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Alabama Immigration Law Too Extreme

Cara Palmer |
September 30, 2011 | 1:17 a.m. PDT

Senior Editor

(Claudia de la Garza, Creative Commons)
(Claudia de la Garza, Creative Commons)
U.S. District Judge Sharon Blackburn has reviewed a new immigration law in Alabama. She has upheld some of the provisions, while striking down others.

Under the new immigration law, police are authorized “to conduct immigration checks during routine traffic stops” and public schools are required “to check students’ immigration status upon enrollment,” according to the Huffington Post.

Judge Blackburn blocked two provisions that made it “illegal to harbor or transport an undocumented immigrant,” and also made it a crime “for illegal immigrants to solicit work in the state.”

As it is, Blackburn ruled that “federal law does not prohibit state officials from checking the immigration status of students or suspects pulled over by police. Blackburn also refused to stop provisions that make it a misdemeanor for illegal immigrants not to carry immigration papers, allow police to hold suspected illegal immigrants without bond and bar state courts from enforcing contracts entered into by illegal immigrants.” Undocumented immigrants are now criminals; rather than simply being in violation of civil law, they will be in violation of criminal law in Alabama.

Yes, steps should be taken to curb illegal immigration. But those steps should not be so drastic as to violate the civil liberties of those involved.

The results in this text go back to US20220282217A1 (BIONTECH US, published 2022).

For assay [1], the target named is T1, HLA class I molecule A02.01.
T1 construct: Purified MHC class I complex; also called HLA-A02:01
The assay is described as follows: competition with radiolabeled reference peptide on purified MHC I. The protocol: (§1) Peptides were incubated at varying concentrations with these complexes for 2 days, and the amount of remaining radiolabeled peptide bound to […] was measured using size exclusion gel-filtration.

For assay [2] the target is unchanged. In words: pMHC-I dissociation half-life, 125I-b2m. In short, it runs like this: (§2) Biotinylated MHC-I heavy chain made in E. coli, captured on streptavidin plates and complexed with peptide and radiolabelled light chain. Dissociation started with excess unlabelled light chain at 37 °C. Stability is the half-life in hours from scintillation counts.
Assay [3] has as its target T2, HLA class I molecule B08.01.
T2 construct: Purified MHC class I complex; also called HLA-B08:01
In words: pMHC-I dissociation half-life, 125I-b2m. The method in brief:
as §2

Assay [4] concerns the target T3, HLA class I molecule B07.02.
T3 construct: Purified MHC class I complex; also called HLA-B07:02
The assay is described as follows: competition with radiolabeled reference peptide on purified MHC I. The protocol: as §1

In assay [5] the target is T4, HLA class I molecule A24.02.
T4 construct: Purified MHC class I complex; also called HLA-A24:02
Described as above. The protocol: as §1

These kinds of draconian immigration laws promote an ideology totally at odds with the traditional attitude toward immigration in the United States, an attitude that welcomed and celebrated the different skills and cultures brought to the “melting pot” that built the United States. Laws such as these are tearing down that vision by essentially legalizing racism.

Not only that, but these kinds of laws also bring this nation one step closer to the institution of a police state. Requiring a certain subset of the population to carry papers at all times may be the first step toward requiring everyone to carry them in the future.

Mary Bauer, legal director for the Southern Poverty Law Center, stated, “Today is a dark day for Alabama…This decision not only places Alabama on the wrong side of history but also demonstrates that the rights and freedoms so fundamental to our nation and its history can be manipulated by hate and political agendas – at least for a time.”

 

Reach Senior Opinion Editor Cara Palmer here or follow her on Twitter.

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